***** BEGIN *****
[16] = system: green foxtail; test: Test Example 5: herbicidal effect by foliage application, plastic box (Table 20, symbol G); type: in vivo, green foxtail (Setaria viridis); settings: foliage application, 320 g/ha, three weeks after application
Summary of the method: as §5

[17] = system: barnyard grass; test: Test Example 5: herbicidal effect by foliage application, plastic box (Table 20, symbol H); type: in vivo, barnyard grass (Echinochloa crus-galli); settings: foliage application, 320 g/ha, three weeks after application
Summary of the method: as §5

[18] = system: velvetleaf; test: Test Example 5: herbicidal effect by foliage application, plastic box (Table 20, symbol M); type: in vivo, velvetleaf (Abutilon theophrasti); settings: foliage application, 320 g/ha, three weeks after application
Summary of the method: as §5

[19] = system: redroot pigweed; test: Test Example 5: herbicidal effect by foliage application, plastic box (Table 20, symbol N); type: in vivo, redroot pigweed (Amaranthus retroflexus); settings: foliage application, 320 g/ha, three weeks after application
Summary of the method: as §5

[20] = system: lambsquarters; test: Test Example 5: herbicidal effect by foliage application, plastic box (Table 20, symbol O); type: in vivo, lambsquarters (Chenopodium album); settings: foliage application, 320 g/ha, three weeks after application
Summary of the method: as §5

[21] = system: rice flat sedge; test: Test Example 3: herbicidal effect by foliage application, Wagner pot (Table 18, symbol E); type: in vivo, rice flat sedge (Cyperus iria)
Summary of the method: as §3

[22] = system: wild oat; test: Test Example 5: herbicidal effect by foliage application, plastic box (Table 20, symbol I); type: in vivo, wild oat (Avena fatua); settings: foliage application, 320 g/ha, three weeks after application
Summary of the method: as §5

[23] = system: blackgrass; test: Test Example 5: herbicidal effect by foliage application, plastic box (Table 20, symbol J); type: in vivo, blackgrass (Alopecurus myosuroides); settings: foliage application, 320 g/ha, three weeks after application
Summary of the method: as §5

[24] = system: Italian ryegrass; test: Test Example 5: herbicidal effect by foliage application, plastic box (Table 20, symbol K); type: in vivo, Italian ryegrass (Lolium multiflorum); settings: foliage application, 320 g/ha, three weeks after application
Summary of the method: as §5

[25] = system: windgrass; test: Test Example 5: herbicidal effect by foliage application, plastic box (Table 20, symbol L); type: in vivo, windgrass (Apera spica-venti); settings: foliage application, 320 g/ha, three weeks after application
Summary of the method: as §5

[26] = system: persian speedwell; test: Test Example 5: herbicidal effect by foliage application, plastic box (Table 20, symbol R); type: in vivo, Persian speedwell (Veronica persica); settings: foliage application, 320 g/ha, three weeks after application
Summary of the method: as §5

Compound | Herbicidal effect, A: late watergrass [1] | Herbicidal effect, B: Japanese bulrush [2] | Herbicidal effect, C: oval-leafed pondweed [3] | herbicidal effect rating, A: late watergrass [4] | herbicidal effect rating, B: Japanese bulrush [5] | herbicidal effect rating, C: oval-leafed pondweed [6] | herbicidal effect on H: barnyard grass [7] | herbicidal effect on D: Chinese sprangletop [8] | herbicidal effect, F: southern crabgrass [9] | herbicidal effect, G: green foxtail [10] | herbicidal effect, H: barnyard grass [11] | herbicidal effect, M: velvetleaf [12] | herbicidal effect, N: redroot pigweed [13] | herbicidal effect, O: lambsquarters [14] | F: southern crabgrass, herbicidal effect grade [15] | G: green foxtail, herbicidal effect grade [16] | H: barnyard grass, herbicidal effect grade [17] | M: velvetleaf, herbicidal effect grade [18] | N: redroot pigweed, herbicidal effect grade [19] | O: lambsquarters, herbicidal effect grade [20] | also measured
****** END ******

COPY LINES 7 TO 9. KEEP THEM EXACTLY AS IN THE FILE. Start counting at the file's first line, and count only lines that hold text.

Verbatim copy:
[19] = system: redroot pigweed; test: Test Example 5: herbicidal effect by foliage application, plastic box (Table 20, symbol N); type: in vivo, redroot pigweed (Amaranthus retroflexus); settings: foliage application, 320 g/ha, three weeks after application
Summary of the method: as §5

[20] = system: lambsquarters; test: Test Example 5: herbicidal effect by foliage application, plastic box (Table 20, symbol O); type: in vivo, lambsquarters (Chenopodium album); settings: foliage application, 320 g/ha, three weeks after application